Idemitsu Kosan Co., the nation’s second-largest oil distributor, is considering acquiring fifth-ranked Showa Shell Sekiyu K.K. through a tender offer, sources familiar with the move said Saturday.
The deal, which could trigger a broader industry realignment being urged by the government, would create a player with around ¥8 trillion (some $67 billion) in consolidated sales, trailing industry leader JX Holdings Inc., which logged about ¥12.4 trillion.
It will be the largest industry reorganization since JX was created in 2010 by integrating Nippon Oil Corp. and Nippon Mining Holdings Inc.
“We are negotiating with various companies for a possible realignment,” Idemitsu President Takashi Tsukioka told reporters, adding that no decision has been made.
The envisioned acquisition, which Idemitsu is apparently exploring with the involvement of lenders, could spur other oil distributors to make similar moves, with analysts focusing attention on Cosmo Oil Co., which ranks third, and TonenGeneral Sekiyu K.K. in fourth, as well as from JX Holdings.
Showa Shell, about 35 percent owned by Anglo-Dutch oil giant Royal Dutch Shell PLC, was valued at about ¥380 billion at Friday’s market close.
The plan comes at a time when a fall in domestic oil demand seems almost unstoppable as more businesses and consumers embrace energy conservation efforts and fuel-efficient vehicles. The tough environment has forced the oil industry to devise ways to reduce its refining capacity.
The government is expected to support the possible deal between Idemitsu and Showa Shell as the Ministry of Economy, Trade and Industry has encouraged domestic oil distributors to realign the industry to raise their cost efficiency and improve international competitiveness.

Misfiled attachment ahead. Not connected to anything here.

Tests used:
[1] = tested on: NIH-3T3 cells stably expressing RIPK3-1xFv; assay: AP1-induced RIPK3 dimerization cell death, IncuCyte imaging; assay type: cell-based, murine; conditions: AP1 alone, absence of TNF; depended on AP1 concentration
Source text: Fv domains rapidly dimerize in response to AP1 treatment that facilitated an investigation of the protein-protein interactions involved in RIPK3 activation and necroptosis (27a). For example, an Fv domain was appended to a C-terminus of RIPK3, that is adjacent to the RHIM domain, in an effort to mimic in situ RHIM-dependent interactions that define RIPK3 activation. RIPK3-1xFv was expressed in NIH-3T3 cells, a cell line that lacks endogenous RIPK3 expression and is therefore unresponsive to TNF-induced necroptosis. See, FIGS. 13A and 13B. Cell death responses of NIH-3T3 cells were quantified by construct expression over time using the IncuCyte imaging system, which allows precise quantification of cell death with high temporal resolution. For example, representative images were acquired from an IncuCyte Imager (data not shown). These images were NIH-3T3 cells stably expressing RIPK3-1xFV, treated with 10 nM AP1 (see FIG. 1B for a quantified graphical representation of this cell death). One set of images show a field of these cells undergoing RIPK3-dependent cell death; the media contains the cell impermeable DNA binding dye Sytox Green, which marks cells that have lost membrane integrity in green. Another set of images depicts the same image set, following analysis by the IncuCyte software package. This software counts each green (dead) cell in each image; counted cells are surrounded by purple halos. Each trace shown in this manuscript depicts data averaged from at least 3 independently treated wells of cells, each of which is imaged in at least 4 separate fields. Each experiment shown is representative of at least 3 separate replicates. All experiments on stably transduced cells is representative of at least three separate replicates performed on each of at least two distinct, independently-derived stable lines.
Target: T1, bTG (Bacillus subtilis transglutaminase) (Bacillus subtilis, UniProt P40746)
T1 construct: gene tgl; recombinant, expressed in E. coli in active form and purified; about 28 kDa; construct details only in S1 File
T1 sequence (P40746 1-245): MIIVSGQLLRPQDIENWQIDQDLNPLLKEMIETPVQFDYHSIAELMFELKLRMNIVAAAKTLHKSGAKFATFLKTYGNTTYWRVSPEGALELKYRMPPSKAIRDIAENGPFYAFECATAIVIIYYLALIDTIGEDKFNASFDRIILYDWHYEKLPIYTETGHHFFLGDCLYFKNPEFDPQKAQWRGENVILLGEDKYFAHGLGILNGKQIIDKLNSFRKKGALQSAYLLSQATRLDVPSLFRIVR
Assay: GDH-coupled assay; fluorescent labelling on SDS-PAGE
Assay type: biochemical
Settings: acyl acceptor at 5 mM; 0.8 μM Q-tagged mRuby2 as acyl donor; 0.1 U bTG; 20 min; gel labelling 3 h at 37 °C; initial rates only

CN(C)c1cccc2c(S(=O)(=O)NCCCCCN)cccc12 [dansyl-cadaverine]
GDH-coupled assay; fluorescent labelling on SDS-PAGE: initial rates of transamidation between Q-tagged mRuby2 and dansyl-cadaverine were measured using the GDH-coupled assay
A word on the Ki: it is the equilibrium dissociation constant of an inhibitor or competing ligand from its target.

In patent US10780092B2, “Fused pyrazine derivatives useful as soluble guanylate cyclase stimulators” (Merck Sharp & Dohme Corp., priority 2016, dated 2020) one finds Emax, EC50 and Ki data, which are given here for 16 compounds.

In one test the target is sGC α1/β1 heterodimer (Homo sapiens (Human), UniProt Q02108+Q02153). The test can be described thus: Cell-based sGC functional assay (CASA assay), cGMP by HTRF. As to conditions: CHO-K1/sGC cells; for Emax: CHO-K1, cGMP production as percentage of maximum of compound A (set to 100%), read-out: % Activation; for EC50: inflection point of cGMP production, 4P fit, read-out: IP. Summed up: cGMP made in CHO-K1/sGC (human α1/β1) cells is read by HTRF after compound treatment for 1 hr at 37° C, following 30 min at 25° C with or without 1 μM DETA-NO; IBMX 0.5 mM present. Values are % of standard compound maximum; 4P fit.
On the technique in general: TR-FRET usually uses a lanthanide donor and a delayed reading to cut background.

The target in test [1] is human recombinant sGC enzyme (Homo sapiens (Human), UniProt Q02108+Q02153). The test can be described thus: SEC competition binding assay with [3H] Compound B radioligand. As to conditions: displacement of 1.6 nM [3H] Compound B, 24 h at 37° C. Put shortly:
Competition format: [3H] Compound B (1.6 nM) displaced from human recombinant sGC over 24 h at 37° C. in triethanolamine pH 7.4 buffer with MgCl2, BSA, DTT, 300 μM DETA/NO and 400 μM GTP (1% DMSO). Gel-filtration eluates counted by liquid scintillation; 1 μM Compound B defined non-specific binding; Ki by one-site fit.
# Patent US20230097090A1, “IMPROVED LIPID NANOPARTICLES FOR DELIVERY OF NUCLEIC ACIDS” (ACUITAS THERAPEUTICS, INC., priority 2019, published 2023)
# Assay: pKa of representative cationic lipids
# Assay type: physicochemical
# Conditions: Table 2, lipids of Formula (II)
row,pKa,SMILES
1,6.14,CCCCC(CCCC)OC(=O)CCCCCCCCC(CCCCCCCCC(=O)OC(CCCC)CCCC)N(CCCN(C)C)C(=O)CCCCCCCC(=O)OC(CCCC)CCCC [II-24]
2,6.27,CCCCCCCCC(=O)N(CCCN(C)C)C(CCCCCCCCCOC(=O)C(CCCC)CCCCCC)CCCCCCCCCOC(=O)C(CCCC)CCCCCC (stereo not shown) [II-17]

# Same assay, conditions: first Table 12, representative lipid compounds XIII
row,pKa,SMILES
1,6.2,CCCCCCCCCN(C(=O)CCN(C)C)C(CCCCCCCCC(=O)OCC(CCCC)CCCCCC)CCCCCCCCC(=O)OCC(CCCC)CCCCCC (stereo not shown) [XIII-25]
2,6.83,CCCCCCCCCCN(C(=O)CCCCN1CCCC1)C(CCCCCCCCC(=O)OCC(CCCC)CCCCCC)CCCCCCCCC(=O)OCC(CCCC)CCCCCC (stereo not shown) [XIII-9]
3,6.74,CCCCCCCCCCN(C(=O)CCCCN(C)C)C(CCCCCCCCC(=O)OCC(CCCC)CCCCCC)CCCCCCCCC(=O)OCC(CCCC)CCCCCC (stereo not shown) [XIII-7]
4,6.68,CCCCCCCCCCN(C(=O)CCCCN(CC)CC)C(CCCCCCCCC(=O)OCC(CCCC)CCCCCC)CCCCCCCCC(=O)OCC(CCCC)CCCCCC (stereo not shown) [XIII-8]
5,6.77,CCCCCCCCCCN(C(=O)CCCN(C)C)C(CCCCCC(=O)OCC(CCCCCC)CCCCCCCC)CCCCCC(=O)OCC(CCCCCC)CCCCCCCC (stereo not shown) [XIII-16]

Idemitsu and Showa Shell have a total of six refineries under their wings. Reorganizing the plants could also be on the agenda as Idemitsu considers buying its competitor.
Domestic demand for oil products, such as gasoline and other fuel oil, stood at 197.5 million kiloliters in the business year ended in March 2013, some 20 percent below its peak of 245.97 million kl marked 13 years earlier. One barrel equals 0.159 kl.
The government projects the downward trend to continue.
The ministry has long instructed large distributors to address its oversupply of oil products, but reaction to the advice has only been lukewarm. So in July, the ministry decided to bear down on the oil industry by requiring each distributor to cut refinery capacity by 10 percent by March 2017.
Idemitsu, whose predecessor was established in 1911, is based in Tokyo. Unlisted until 2006, the oil company employs over 8,700 people and posted a group net profit of ¥36.2 billion on sales of ¥5.03 trillion for the business year ended March 31.
Showa Shell, created in 1985 through a merger of two predecessors, has more than 5,800 workers. Royal Dutch Shell is the biggest stakeholder in the Tokyo-based company, which logged a group net profit of ¥60.2 billion on sales of ¥2.95 trillion for 2013.
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